NEW ORLEANS — Marylyn Melder loves her home on Aubrey Street near the Fairgrounds. She’s been there since 1996, and while she says her neighborhood has changed in recent years, she still knows everybody on her block.

Melder recently got an unexpected postcard in her mail. It was a photo of her own home from someone who lives out of state. It reads:

“I buy houses. I can pay you cash for you home. So please contact me ASAP if you’d like to sell.”

“To send it back to me as the owner of the house… the audacity of this person,” Melder said.

Like many in her area, Melder says she feels like she’s being priced out. After New Orleans’ most recent property value assessment, she says her total land and home value went from around $95,000 to $221,500 for 2020.

“I’m pretty sure that if I tried to put my house on the market for that, I would not get it,” she said.

RELATED: Unhappy with your property assessment? You can appeal that

Melder and others in her position signed a petition Monday requesting the New Orleans Assessor’s office give elderly residents more time to appeal 2020 property assessments that they say are skyrocketing.

Right now, property owners who are 65 or older by December 31, 2019 can apply for an “Age Freeze,” a special assessment level for their homes. The application must get to the assessor's office by Thursday, Aug. 22.

People with disabilities who meet certain income criteria may also qualify for the special assessment. The assessor’s office has application forms available on their website (also available by clicking here). Property owners who qualify must provide their Annual Adjusted Gross Income for the year prior, in this case for 2018.

Those who do not qualify for the Age Freeze but want to contest their valuation have until 4 p.m. on Monday, Aug 19. to appeal. Aug. 19 is when the city's assessment period closes.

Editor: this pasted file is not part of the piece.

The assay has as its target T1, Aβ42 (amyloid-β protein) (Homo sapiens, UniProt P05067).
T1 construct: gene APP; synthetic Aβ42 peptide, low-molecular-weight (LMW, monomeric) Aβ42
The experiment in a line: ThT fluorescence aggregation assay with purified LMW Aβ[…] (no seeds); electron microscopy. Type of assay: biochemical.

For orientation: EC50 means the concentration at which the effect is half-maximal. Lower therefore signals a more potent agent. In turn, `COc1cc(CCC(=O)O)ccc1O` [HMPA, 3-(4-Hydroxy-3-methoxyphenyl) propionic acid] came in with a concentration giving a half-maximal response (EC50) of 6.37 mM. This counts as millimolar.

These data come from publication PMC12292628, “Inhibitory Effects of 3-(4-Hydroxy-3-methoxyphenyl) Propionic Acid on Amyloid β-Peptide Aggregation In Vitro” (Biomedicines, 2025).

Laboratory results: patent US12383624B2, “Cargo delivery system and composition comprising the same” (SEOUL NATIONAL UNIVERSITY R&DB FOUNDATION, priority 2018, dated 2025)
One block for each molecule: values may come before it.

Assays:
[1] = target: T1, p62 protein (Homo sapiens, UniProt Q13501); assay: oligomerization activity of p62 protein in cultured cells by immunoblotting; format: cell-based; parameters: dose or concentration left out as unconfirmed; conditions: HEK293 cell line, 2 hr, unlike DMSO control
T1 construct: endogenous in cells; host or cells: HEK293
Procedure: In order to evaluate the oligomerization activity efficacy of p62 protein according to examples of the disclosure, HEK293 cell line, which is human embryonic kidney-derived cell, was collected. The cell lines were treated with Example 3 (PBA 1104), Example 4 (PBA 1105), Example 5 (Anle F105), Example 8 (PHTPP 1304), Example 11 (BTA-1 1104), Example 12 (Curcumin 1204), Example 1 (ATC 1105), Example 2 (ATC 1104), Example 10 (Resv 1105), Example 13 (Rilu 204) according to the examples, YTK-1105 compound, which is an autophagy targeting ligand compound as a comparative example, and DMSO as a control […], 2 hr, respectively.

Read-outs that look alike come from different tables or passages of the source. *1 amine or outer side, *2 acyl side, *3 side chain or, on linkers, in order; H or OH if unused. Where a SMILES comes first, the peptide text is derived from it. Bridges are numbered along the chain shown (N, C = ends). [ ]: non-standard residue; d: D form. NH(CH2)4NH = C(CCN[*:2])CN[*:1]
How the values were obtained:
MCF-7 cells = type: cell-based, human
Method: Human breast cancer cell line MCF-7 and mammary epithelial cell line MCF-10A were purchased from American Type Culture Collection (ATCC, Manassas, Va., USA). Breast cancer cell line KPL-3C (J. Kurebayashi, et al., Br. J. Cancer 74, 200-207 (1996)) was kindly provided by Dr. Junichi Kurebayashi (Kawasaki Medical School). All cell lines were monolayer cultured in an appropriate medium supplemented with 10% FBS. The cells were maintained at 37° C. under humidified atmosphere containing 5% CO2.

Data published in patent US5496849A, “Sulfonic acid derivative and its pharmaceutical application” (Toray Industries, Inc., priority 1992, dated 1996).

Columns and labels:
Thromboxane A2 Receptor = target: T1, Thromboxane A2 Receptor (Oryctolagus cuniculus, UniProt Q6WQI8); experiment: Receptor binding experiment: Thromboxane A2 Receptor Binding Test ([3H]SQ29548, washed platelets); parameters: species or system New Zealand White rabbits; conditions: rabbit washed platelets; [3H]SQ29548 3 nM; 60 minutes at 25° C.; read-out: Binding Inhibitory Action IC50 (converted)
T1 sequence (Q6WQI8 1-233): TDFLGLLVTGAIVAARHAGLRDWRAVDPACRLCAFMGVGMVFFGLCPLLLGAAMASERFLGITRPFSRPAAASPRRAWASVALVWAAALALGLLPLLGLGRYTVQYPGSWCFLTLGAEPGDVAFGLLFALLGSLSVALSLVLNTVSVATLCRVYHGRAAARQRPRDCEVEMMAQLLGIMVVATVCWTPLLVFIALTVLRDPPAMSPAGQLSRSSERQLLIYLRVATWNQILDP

Still, elderly residents worry that Aug. 22 is not enough time for those who qualify to apply.

74-year-old Sam F. Williams was one of many who gathered at the new Park Island Brew Coffee Shop on Gentilly Boulevard to sign the petition demanding more time.

"I don't understand how they expect the elderly to afford the money that they're asking for,” Williams said.

Williams has lived in his home since 1989. He said he didn’t receive a letter notifying him of his assessment spiking.

“Thank god I know how to use a computer. If I didn't know how to, I wouldn't have known about this property value increase,” he said.

RELATED: People fear they'll have to leave New Orleans after new property assessment skyrockets home values

Once the forms are properly filled out, home owners can either final a formal appeal online at the assessor’s website, or go to one of three locations in the city to appeal their assessment.

Those locations are the fourth floor of City Hall (1300 Perdido Street), the Algiers Courthouse (225 Morgan Street) or the second floor of the Lakeview Christian Center (5885 Fleur De Lis Drive)

It's what Melder did on Monday. She said she’d taken home the documents, but was still skeptical anything will change.

“I think that’s what they want most people to do is just sell. They talk about gentrification, and me personally I think that’s what it is, but what you gonna do?” she said.

Asessor Erroll Williams said property assessment appeals are not for people who "...think your taxes are too high." 

"You should see me because you think the value placed on your property is inaccurate due to estimations on its size, comparable sales or market values," Williams said. 

To contest an assessment value, individuals are advised to have an assessment letter and any additional documentation to support their claim, such as a recent appraisal, a builder’s contract, photos or insurance coverage of the property.